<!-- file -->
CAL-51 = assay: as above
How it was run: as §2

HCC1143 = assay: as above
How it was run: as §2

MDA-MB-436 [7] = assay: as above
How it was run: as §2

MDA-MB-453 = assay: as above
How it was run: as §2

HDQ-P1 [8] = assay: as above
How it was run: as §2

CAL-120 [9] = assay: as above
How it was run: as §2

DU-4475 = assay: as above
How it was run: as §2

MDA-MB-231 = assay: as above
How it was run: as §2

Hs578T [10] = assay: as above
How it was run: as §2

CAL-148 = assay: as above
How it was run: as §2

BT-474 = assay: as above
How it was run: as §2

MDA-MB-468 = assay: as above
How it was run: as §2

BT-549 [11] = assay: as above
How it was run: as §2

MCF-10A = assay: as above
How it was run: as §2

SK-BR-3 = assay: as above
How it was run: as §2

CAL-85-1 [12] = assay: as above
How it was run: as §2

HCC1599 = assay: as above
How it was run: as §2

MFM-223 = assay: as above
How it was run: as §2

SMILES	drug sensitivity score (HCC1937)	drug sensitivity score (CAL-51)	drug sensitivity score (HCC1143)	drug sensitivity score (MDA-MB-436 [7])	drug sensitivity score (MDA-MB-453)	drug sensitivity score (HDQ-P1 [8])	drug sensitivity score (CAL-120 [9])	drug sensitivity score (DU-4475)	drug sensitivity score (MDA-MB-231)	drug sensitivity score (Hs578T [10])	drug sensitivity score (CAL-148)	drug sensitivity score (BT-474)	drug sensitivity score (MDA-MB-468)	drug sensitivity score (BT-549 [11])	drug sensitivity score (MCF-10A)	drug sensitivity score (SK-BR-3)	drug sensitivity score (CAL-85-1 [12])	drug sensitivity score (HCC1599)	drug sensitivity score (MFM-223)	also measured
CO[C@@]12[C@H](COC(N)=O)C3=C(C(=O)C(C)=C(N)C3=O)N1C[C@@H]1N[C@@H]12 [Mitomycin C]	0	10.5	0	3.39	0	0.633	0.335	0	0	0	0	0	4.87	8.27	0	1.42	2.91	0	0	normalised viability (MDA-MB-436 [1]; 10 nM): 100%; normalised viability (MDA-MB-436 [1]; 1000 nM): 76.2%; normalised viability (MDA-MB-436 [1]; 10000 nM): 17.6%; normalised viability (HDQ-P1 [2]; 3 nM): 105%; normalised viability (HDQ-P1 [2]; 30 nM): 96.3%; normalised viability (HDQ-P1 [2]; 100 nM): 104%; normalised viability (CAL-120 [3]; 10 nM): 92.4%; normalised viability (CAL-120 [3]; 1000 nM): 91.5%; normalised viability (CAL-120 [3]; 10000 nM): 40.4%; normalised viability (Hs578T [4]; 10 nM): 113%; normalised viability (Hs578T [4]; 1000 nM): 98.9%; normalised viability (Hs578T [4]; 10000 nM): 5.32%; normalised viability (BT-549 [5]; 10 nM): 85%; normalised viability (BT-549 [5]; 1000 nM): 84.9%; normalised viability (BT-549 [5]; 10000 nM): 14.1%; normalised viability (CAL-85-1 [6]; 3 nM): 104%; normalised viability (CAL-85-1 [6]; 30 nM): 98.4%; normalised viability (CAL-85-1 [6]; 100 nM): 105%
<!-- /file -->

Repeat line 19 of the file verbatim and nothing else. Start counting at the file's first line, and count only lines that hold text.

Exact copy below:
CAL-148 = assay: as above